The only thing I’m not 100% certain on is the toe of the shoe, which is quite squared, at least compared to my other weightlifting shoe, which has a more narrow, pointed toe. But, I’ve actually found that this shape has helped more with my lifts (but I’ll save that and why for the section below).
Under Armour Reign Lifter Training Shoes review: workout performance
I took Under Armour’s new shoes to accompany my squat sesh and I’m very glad they did. Nerves were high anyway, as I had to use the monolift rather than my regular squat rack, which meant there was nothing to catch the bar (apart from my partner) if I fell. So, it was just down to me and the shoes.
As I mentioned previously, I wasn’t too sure about the squared toe box, but it allowed my toes to splay nicely and create a strong, tripod base for my squat. In more narrow lifting shoes or, worse, non-lifting shoes, this can be more difficult as your foot can become more compressed — so, although I wasn’t keen on the shape initially, it was hugely beneficial.
As was the tread pattern on the sole of the shoe. My gym’s wooden floors are notorious for being very slippy, so the thought of that, as well as being out of my usual squatting habitat, did make me feel slightly nervous. These shoes have great grip though and didn’t budge at all during my squat movement, so I could really focus on pushing through the foot and it’s a worry you can just eliminate from your mind.
Sadly, I can’t speak for Olympic lifts as they’re not in my plan, however, I’d like to think this grip would be appreciated by these types of weightlifters. I really do love the heel height of these shoes though and being slightly higher because, as someone who sits at a desk all day and suffers from tight hips, they allowed me to get in a deep squat with ease.
The faux leather construction of the shoe makes it feel really durable, which I really like. However, it lacked ventilation. No shoes are nice to take off after the gym, especially weightlifting shoes when you’ve been doing heavy lifts, and I found my feet did get pretty hot in these. That’s the only main downfall I’d say this shoe has, unless you’re someone who doesn’t get sweaty feet and, if you do, then you’ll want to let them air a bit first before shoving them straight into your best gym bag.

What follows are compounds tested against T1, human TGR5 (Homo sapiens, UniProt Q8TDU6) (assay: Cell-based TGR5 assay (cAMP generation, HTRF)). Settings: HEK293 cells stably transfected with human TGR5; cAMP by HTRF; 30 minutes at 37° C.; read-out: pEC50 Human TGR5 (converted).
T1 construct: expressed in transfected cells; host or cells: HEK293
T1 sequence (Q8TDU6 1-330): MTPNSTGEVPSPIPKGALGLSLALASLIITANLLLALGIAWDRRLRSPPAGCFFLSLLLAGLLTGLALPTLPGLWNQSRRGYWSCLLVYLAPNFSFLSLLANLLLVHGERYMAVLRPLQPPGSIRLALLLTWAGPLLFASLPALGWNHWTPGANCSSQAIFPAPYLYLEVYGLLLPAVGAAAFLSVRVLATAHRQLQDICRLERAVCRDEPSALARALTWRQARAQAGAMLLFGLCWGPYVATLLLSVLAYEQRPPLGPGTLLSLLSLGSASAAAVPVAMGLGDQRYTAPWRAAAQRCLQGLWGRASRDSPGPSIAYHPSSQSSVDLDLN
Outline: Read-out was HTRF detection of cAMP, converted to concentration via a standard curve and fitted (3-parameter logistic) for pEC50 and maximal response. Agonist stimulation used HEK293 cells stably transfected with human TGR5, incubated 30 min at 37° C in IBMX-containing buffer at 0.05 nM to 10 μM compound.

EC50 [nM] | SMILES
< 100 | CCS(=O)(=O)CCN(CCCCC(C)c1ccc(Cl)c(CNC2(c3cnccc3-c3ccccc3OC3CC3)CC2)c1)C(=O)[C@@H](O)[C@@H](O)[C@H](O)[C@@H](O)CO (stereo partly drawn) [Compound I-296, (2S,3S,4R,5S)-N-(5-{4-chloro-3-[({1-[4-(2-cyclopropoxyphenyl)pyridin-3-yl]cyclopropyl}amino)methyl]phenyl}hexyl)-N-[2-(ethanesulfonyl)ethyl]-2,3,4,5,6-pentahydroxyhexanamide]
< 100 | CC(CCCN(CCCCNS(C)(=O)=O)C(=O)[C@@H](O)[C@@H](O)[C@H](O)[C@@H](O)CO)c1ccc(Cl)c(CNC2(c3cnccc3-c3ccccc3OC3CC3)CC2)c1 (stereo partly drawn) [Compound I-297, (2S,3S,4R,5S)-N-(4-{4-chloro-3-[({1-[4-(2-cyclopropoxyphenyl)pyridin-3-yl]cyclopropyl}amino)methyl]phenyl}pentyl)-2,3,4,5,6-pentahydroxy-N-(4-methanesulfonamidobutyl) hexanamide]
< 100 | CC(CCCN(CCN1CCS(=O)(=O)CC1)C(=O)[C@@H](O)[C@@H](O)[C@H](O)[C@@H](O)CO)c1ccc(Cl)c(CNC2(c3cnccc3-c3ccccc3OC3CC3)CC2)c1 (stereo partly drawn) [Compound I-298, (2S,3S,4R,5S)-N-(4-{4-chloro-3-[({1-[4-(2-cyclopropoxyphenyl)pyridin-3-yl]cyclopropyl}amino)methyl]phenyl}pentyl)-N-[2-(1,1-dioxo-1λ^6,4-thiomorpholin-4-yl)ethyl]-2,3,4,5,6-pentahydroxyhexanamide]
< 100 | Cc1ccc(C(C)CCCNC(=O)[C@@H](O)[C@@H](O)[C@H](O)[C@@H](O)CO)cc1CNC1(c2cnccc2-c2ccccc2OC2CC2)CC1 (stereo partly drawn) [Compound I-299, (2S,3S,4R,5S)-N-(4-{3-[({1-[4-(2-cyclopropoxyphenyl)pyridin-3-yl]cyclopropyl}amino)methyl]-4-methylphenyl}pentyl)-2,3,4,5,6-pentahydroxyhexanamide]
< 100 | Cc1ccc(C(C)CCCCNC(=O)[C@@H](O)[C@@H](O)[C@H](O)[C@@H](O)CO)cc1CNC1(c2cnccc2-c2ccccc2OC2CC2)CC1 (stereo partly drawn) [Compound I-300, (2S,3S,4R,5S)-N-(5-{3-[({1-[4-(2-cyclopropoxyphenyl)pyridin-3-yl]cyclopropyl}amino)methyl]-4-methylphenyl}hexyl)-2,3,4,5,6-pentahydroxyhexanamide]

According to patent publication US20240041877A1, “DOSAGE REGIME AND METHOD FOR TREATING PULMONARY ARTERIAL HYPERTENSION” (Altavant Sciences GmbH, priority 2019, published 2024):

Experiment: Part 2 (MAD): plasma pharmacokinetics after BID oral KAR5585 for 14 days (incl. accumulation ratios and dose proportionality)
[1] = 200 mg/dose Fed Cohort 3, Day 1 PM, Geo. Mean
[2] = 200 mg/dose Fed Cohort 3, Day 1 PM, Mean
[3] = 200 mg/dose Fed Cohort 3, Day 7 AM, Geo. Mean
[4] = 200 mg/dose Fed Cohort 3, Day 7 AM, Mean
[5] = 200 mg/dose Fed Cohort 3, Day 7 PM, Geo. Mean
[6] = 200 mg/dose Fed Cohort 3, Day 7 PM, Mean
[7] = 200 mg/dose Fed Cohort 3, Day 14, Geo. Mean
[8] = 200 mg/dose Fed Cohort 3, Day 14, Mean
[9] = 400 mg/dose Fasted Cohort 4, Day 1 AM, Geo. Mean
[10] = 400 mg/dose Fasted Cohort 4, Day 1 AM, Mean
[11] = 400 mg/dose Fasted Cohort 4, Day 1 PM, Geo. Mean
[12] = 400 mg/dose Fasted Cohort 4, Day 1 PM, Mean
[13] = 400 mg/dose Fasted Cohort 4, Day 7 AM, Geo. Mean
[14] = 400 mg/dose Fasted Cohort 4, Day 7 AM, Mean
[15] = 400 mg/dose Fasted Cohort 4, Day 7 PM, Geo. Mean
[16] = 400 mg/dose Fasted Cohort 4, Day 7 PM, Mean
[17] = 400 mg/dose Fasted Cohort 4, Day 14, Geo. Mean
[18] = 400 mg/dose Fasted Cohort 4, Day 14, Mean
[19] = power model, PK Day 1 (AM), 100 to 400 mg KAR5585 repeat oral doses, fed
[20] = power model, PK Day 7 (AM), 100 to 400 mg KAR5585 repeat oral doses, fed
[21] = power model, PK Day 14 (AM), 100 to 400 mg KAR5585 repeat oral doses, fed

Just to note, I’m a UK 5.5, but I wore these in a size 6 (as I do in most shoes that don’t provide 5.5). They fit just like my Adidas size 6 shoes. I would say they’re very true to size.
Under Armour Reign Lifter Training Shoes: verdict
I really do think Under Armour deserve applause for this shoe, especially as it's their first of a kind and very different to what they’ve previously released. The TriBase Reign 3 and Reign 5 are probably their best all-around training shoes that are also suited for weight lifting, but when it comes down to specifically just weightlifting, the mechanics of what’s needed is very different to something for overall functional fitness.
The Reign Lifting Shoe is stable, comfortable and great for squatting; it looks good and has an expensive feel (which they are). Since I got sent them, I actually haven’t swapped back to my Adipowers yet, just because I prefer the grip and my squat depth using these shoes. Albeit, if we keep having this mad hot weather, I will be reverting back ASAP.
Do I think it’s worth the price? For some people, it will, but especially those who love Under Armour. It may not have been love at first sight with these shoes, but I can say I definitely love them now.
Under Armour Reign Lifter Training Shoes review: also consider
Although Under Armour don't offer any other specific weightlifting shoes, here at T3 we've reviewed plenty of other functional shoes that can be used for a variety of workouts though, including lifting. For this, I'd recommend a pair of Metcon's, either the Nike Metcon 8 or the Nike Metcon 7. However, if it is just heavy lifts you're looking to do, then I'd go for something more specific, like Under Armour's Reign Lifting Shoe.